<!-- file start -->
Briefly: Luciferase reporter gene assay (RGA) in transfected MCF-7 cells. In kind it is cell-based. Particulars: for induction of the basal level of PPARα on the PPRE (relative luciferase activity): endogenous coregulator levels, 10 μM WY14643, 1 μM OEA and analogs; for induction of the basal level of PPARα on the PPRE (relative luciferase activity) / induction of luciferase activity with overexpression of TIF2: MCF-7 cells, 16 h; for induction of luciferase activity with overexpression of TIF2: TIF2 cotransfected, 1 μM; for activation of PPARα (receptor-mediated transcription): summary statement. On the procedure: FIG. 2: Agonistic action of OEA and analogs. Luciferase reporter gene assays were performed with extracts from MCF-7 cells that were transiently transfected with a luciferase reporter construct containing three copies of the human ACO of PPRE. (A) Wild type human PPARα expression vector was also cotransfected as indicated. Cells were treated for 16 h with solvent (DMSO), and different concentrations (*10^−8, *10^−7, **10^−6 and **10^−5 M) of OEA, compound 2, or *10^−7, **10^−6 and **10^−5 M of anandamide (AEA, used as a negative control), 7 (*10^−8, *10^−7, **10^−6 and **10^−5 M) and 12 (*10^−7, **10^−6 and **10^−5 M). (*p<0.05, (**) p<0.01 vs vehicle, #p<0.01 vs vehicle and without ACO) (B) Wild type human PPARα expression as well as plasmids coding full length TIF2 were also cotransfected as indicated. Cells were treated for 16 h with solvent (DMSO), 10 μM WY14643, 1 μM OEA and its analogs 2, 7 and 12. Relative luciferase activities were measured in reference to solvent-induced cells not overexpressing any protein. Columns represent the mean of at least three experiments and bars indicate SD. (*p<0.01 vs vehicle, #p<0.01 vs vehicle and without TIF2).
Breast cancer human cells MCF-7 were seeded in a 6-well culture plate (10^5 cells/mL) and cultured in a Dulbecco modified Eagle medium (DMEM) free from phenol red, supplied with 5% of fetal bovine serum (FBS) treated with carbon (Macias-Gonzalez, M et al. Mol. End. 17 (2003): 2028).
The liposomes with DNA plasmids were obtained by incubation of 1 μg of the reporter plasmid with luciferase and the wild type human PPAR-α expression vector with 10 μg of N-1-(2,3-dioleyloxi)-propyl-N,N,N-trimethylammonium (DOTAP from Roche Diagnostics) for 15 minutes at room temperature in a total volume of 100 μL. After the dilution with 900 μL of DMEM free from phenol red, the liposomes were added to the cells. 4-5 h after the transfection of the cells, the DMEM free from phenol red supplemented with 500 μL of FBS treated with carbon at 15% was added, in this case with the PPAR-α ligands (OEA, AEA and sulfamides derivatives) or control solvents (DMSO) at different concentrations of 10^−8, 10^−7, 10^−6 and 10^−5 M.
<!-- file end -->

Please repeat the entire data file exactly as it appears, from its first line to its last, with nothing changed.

Briefly: Luciferase reporter gene assay (RGA) in transfected MCF-7 cells. In kind it is cell-based. Particulars: for induction of the basal level of PPARα on the PPRE (relative luciferase activity): endogenous coregulator levels, 10 μM WY14643, 1 μM OEA and analogs; for induction of the basal level of PPARα on the PPRE (relative luciferase activity) / induction of luciferase activity with overexpression of TIF2: MCF-7 cells, 16 h; for induction of luciferase activity with overexpression of TIF2: TIF2 cotransfected, 1 μM; for activation of PPARα (receptor-mediated transcription): summary statement. On the procedure: FIG. 2: Agonistic action of OEA and analogs. Luciferase reporter gene assays were performed with extracts from MCF-7 cells that were transiently transfected with a luciferase reporter construct containing three copies of the human ACO of PPRE. (A) Wild type human PPARα expression vector was also cotransfected as indicated. Cells were treated for 16 h with solvent (DMSO), and different concentrations (*10^−8, *10^−7, **10^−6 and **10^−5 M) of OEA, compound 2, or *10^−7, **10^−6 and **10^−5 M of anandamide (AEA, used as a negative control), 7 (*10^−8, *10^−7, **10^−6 and **10^−5 M) and 12 (*10^−7, **10^−6 and **10^−5 M). (*p<0.05, (**) p<0.01 vs vehicle, #p<0.01 vs vehicle and without ACO) (B) Wild type human PPARα expression as well as plasmids coding full length TIF2 were also cotransfected as indicated. Cells were treated for 16 h with solvent (DMSO), 10 μM WY14643, 1 μM OEA and its analogs 2, 7 and 12. Relative luciferase activities were measured in reference to solvent-induced cells not overexpressing any protein. Columns represent the mean of at least three experiments and bars indicate SD. (*p<0.01 vs vehicle, #p<0.01 vs vehicle and without TIF2).
Breast cancer human cells MCF-7 were seeded in a 6-well culture plate (10^5 cells/mL) and cultured in a Dulbecco modified Eagle medium (DMEM) free from phenol red, supplied with 5% of fetal bovine serum (FBS) treated with carbon (Macias-Gonzalez, M et al. Mol. End. 17 (2003): 2028).
The liposomes with DNA plasmids were obtained by incubation of 1 μg of the reporter plasmid with luciferase and the wild type human PPAR-α expression vector with 10 μg of N-1-(2,3-dioleyloxi)-propyl-N,N,N-trimethylammonium (DOTAP from Roche Diagnostics) for 15 minutes at room temperature in a total volume of 100 μL. After the dilution with 900 μL of DMEM free from phenol red, the liposomes were added to the cells. 4-5 h after the transfection of the cells, the DMEM free from phenol red supplemented with 500 μL of FBS treated with carbon at 15% was added, in this case with the PPAR-α ligands (OEA, AEA and sulfamides derivatives) or control solvents (DMSO) at different concentrations of 10^−8, 10^−7, 10^−6 and 10^−5 M.